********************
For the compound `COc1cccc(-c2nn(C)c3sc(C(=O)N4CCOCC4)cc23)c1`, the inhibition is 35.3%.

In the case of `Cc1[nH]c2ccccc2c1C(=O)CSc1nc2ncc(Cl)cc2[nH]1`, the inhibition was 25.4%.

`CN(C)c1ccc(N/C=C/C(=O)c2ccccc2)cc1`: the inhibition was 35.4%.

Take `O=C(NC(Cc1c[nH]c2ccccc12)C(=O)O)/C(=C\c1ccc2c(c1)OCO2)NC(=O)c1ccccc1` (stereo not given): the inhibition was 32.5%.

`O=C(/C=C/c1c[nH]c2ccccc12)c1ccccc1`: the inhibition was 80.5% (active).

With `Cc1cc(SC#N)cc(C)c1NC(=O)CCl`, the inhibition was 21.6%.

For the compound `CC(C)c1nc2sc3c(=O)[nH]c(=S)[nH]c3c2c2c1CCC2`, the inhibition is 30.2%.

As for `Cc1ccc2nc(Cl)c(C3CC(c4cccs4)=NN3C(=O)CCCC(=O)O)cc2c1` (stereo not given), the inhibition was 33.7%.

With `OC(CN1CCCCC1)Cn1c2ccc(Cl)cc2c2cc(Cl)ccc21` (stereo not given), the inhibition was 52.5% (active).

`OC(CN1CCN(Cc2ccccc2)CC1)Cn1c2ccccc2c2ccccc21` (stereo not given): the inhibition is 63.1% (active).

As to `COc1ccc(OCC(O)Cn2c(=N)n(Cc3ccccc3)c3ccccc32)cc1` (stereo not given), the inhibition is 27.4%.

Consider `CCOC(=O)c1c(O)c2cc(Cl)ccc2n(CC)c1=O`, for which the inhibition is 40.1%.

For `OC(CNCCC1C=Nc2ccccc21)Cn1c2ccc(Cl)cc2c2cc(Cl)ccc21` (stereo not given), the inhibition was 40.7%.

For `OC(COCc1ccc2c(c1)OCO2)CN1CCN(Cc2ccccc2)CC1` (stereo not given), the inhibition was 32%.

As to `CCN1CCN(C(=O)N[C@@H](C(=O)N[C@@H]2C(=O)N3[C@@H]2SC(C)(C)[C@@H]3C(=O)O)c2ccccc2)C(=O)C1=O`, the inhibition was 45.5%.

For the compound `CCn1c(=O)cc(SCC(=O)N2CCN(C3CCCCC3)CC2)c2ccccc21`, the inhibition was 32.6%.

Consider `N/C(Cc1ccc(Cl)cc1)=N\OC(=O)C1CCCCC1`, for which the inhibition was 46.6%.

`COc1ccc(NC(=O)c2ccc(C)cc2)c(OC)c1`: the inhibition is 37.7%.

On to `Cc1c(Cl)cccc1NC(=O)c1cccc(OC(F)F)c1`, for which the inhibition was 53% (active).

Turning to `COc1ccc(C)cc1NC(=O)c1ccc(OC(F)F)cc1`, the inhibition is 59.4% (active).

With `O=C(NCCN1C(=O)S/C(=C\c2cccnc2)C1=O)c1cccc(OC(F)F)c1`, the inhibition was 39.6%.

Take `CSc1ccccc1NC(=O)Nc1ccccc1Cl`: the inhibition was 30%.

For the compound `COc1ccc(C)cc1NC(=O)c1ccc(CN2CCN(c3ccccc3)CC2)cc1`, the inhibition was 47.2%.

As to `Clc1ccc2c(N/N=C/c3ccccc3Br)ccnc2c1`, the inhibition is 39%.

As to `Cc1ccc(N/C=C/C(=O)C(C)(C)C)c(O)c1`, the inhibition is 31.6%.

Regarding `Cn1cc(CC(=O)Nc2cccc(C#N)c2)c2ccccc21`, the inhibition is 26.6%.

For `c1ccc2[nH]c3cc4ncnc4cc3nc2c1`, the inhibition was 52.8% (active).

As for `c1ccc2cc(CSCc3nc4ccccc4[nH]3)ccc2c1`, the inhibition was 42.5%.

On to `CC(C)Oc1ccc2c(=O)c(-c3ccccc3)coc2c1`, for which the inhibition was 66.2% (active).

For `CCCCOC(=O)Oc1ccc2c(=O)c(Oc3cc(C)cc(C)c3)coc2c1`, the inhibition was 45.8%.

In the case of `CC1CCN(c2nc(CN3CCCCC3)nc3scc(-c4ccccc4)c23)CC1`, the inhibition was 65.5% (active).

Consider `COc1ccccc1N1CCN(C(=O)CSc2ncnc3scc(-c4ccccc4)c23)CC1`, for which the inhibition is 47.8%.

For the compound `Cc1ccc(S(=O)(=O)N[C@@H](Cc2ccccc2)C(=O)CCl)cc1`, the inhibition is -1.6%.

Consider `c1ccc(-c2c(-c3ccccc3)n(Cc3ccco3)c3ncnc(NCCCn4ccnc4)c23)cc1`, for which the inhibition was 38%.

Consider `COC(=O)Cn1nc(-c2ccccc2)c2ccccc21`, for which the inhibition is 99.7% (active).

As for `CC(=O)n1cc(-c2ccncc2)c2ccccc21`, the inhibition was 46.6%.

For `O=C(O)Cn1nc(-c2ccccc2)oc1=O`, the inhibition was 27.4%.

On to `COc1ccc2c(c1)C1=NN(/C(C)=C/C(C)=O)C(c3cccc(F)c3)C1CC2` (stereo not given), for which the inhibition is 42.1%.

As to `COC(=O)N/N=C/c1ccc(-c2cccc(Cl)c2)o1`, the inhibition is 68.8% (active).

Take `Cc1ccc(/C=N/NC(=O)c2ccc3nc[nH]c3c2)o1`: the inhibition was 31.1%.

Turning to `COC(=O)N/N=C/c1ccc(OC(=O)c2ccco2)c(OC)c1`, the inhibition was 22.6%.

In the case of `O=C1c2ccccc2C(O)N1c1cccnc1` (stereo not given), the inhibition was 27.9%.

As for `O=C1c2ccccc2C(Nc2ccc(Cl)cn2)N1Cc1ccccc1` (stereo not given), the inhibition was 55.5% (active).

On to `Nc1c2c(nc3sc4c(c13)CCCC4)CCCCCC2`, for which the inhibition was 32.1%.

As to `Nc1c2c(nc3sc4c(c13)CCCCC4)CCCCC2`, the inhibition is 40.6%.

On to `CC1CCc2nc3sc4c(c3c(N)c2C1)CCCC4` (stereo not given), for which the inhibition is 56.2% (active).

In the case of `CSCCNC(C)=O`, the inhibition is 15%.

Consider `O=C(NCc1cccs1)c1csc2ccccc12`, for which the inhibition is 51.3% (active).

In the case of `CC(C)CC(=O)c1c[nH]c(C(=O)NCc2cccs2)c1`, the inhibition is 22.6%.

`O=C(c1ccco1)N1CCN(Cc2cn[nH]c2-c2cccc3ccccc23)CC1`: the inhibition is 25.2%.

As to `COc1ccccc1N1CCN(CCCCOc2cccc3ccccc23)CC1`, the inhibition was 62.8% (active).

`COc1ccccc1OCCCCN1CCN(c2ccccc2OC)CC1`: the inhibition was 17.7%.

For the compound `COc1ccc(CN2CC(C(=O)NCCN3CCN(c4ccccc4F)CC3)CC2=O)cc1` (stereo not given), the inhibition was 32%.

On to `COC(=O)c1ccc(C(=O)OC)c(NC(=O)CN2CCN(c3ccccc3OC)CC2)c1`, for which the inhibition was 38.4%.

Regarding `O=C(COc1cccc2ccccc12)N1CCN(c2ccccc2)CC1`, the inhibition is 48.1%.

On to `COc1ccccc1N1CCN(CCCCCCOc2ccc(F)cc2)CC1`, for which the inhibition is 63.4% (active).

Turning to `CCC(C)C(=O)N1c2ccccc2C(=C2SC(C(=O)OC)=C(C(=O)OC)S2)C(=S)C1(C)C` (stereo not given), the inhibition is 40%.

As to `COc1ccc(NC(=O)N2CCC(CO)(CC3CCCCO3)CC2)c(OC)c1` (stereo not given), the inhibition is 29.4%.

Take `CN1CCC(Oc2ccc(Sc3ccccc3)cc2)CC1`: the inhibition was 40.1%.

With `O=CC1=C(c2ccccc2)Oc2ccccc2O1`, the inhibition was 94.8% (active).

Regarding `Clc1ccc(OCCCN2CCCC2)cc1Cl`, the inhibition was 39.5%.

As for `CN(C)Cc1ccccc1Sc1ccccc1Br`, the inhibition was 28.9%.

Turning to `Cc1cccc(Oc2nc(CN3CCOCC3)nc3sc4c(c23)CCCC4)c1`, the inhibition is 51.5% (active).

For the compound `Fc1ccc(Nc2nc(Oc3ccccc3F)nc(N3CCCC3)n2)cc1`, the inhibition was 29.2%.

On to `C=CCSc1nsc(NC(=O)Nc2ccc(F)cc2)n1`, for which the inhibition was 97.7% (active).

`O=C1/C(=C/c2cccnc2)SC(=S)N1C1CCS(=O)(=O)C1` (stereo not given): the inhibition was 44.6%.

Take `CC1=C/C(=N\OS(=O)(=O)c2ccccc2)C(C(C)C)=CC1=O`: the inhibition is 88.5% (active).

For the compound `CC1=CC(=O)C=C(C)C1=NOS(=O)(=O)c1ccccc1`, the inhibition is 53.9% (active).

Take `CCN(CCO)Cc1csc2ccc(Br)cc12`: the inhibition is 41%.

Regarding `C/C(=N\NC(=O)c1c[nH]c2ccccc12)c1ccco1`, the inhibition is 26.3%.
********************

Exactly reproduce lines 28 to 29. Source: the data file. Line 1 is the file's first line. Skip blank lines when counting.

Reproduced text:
As for `c1ccc2cc(CSCc3nc4ccccc4[nH]3)ccc2c1`, the inhibition was 42.5%.

On to `CC(C)Oc1ccc2c(=O)c(-c3ccccc3)coc2c1`, for which the inhibition was 66.2% (active).